Terps make statement, begin to resemble 2006 title team
SPOKANE, Wash. -- Maryland coach Brenda Frese called the four teams in the Spokane Regional "underdogs" this week in large part because few pundits believe any of its participants will raise the big trophy in Tampa 10 days hence. The conventional thinking says, the trophy presentation is reserved for Tennessee or Connecticut.
Ah, but a snowy weekend on the Palouse sent a whisper through the chill: Fear the turtle. The Terrapins might have what it takes to catch those touted hares.
Looking every bit like the frisky, multi-dimensional team that clawed its way to a national title in 2006 -- as opposed to the second-round washout of a year ago -- Maryland overwhelmed Vanderbilt in an 80-66 victory.
Frese isn't eager to suddenly start bleeping on the radar, though she clearly thinks her Terps are being sold short.
"I love it right where it's at. It reminds me of two years ago," she said. "It's amazing you can continue to dismiss this team, being [33-3] and not see the positives of how this team plays."
|Terps seize control early|
On the way to an easy 95-54 win against Sacred Heart in the first round of the NCAA tournament two years ago, Maryland raced to a 47-33 halftime lead. Who the heck cares two years later, you might ask?
Until Saturday night in Spokane, that was one of only two double-digit halftime leads the current class of Maryland seniors that includes Crystal Langhorne and Laura Harper had ever held in compiling a 10-2 record in the NCAA tournament. And 13-point leads against Sacred Heart and Harvard in first-round games don't carry quite the luster of what the Terrapins did in an 80-66 win against Vanderbilt.
A high-performance roadster once it gets going, Maryland has often started NCAA tournament games like a '73 Chevelle on a winter morning in Saskatchewan. Before the game against Vanderbilt, it had actually trailed by double digits at the half -- against Duke in 2006 and Mississippi in 2007 -- as many times as it had led by such a margin.
So while it's easy to say the Terrapins were back to their old selves after so-so results against Coppin State and Nebraska in the first two rounds this March, they actually showed a heretofore rarely seen ability to seize control from the start and never let up.
Even if Maryland didn't feel a statement was needed after another slow start to the postseason, it didn't waste any time making one in the Sweet 16.
-- Graham Hays
Heck, the typically turnover-prone Terrapins only committed 15 miscues -- only five of which came before the break, when there was a still whiff of mystery as to who might prevail. That was one of many reasons their halftime advantage was 44-29. Vanderbilt had been forcing 20.4 per game.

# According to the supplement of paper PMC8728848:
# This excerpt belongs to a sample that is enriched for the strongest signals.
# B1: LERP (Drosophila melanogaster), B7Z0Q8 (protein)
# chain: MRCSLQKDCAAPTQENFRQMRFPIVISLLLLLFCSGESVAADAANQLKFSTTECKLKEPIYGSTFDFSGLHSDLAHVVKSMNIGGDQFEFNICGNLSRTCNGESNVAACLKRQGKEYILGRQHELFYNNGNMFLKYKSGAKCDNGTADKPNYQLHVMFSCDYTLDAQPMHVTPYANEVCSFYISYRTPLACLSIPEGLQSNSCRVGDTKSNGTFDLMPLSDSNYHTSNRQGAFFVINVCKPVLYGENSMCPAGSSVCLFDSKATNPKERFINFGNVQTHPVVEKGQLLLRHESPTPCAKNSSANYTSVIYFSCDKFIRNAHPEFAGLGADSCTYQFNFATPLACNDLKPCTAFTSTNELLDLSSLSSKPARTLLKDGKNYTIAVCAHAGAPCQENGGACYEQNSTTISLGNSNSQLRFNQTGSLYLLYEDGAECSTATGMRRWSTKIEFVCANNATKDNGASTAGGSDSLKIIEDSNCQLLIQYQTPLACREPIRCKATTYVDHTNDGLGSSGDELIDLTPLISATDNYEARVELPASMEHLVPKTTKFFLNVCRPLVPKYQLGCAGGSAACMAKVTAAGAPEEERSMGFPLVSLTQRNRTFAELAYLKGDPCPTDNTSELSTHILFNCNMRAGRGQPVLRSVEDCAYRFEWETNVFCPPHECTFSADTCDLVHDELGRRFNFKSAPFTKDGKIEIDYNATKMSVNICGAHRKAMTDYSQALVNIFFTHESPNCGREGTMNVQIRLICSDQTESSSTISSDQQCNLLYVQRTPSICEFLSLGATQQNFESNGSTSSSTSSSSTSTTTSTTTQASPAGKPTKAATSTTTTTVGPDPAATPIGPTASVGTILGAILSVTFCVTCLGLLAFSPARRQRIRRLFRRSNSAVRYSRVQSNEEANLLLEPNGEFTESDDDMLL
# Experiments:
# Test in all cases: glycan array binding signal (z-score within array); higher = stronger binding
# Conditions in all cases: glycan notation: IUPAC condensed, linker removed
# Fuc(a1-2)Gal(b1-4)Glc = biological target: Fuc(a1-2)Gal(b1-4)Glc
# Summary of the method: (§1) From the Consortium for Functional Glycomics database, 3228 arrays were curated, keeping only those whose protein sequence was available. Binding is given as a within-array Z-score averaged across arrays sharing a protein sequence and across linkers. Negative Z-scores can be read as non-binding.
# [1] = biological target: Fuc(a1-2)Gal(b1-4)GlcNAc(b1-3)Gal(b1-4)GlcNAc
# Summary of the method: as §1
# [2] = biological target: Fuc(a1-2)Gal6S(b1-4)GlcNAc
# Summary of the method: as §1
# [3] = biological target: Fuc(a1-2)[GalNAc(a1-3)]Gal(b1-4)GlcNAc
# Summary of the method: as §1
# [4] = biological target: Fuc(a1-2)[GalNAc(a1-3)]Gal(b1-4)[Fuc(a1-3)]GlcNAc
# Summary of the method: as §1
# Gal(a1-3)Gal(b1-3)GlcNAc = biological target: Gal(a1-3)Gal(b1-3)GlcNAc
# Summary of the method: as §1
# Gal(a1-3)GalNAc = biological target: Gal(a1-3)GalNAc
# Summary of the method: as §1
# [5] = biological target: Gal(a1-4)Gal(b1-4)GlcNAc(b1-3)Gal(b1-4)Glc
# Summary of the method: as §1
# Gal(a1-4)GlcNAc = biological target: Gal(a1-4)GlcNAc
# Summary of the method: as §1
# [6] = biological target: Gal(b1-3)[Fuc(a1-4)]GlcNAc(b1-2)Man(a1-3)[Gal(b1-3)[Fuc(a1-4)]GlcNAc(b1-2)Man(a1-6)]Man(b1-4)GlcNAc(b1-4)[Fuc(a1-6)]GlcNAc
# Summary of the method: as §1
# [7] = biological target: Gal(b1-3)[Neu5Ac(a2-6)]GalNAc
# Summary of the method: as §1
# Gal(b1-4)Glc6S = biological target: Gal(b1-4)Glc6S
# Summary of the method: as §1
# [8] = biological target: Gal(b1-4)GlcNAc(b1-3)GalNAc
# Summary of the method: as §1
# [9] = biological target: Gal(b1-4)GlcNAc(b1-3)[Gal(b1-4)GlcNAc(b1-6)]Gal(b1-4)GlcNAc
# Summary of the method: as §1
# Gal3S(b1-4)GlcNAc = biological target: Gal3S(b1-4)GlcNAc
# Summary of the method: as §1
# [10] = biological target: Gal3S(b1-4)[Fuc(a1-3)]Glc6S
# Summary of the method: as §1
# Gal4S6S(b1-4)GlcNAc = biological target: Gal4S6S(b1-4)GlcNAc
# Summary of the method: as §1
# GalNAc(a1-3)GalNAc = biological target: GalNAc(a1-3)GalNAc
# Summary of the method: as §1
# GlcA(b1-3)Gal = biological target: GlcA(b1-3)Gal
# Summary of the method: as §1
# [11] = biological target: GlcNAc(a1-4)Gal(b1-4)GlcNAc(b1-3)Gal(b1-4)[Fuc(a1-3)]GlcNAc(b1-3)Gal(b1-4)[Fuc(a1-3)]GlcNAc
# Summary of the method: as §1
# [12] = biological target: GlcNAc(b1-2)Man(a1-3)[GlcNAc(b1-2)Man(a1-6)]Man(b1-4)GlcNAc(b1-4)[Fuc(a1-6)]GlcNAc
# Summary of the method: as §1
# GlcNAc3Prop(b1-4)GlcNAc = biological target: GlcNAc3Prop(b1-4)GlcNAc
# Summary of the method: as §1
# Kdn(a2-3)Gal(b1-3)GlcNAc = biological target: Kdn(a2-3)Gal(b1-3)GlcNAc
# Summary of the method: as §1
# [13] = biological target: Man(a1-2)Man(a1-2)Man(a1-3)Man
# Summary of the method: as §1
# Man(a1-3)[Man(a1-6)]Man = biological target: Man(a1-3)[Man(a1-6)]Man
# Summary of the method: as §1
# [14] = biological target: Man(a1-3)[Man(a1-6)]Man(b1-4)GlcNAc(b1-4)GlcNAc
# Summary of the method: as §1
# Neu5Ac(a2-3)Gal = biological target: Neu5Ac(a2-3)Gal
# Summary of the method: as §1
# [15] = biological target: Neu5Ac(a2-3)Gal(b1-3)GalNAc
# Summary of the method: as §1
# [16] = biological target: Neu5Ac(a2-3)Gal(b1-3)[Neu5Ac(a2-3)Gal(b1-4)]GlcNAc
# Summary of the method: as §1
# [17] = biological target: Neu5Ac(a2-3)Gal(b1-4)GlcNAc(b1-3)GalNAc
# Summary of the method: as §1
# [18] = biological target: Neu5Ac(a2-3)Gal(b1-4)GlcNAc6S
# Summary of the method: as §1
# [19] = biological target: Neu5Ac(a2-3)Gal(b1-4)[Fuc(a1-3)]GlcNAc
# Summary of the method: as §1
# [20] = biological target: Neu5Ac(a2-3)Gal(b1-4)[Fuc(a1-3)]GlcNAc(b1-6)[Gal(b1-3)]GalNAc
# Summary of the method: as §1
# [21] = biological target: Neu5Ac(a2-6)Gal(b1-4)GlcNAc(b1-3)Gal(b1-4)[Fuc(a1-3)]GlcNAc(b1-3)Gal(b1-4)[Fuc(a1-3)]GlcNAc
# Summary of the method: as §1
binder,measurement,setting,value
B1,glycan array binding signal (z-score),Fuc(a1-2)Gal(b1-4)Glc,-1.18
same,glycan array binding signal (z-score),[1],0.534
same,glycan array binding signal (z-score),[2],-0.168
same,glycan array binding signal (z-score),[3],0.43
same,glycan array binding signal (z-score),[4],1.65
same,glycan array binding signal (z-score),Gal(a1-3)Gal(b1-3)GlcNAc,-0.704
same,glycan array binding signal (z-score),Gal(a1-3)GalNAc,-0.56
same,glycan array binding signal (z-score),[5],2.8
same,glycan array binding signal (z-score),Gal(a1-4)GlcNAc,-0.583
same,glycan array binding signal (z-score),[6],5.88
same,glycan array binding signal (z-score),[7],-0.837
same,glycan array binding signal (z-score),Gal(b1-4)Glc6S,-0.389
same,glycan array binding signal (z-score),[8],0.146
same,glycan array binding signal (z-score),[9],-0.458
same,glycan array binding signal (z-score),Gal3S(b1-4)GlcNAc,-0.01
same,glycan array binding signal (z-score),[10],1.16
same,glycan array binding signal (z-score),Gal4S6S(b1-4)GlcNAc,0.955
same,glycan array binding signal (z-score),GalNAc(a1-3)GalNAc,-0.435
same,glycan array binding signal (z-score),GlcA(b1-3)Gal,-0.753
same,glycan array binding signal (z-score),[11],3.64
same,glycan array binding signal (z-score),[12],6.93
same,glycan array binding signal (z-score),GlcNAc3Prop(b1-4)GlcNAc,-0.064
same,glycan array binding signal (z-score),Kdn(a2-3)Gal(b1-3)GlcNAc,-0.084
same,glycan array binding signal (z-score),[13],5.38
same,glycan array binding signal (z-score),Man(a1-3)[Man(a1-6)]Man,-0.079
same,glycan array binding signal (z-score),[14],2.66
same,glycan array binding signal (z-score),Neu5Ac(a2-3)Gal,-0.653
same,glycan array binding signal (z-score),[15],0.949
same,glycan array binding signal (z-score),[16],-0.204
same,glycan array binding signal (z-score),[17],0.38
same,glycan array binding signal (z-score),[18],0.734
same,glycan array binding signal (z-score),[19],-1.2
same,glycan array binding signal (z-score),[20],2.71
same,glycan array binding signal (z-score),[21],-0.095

Another big reason: lots of scoring options.
Against a defense sixth-year Vanderbilt coach Melanie Balcomb called the best she has coached, four Terps hit double figures, topped by another tour-de-force performance from senior forward Crystal Langhorne, who scored 28 points and pulled down nine rebounds.
Maryland hit 50.9 percent of its shots from the field. That's just slightly better than its season percentage of 49.3 percent, which ranked second in the nation.
Vanderbilt pulled within 12 early in the second half. But any thoughts of a rally were quickly doused when guard Kristi Toliver drove for a hoop, grabbed a steal on the ensuing possession and scampered for a layup on the other end.
The margin topped out at 21. The overwhelmed and youthful Commodores -- they start two freshmen and a sophomore -- never mustered a serious threat.
"Next year, we won't be a young team," said junior Christina Wirth, who led Vandy with 13 points and eight rebounds.
When asked whether Maryland could compete with Tennessee, which thrice whipped the Commodores this season, guard Jennifer Risper said, "Yes, definitely. I definitely think they can."
A grumpy Balcomb wasn't so generous. Asked if Maryland compared to Tennessee, she huffed, "Yeah, I don't know."
Perhaps she was irritated that Maryland, an offensive juggernaut that sometimes displays a fairly casual attitude about defense, was the stingy team this night, grabbing seven steals and holding the Commodores to 38.7 percent from the field.
What was the motivation for the defensive inspiration?
"I think just listening to different people in the media, watching ESPN and us not really being the talk of things -- and mainly because of our defense," said forward Marissa Coleman, who added 19 points.
It didn't take long to sense Vanderbilt was in deep trouble. Langhorne scored eight points in an 11-2 run to start the game, and the Commodores didn't record their second field goal until seven minutes had expired.
Balcomb substituted 6-foot-4 Liz Sherwood to grind on Langhorne. That briefly muted the All-American, but it didn't stop Maryland.
That's because Toliver kept finding soft spots in the Vandy defense. The Terps' second-leading scorer with nearly 17 points per game, she finished with only eight points, but distributed eight assists, masterfully running the offense.
"I felt like Tom Brady," said Toliver, who had no turnovers. "Everybody was just connecting and we had great chemistry -- everybody was executing the game plan."
That chemistry received a boost from freshman Marah Strickland. She broke out of a cold spell by hitting three of her five 3-point attempts, making it darn near impossible for Vandy to pick a poison.
"I think a few of her 3s were definitely demoralizing for them and daggers in their hearts," Coleman said.
Frese gave birth to twins in February. Her Terrapins, four of whom played for the 2006 National Champions, might be angling for twins of their own.
Just don't tell anybody.
Ted Miller covers college sports for ESPN.com. Send your questions and comments to Ted at firstname.lastname@example.org.
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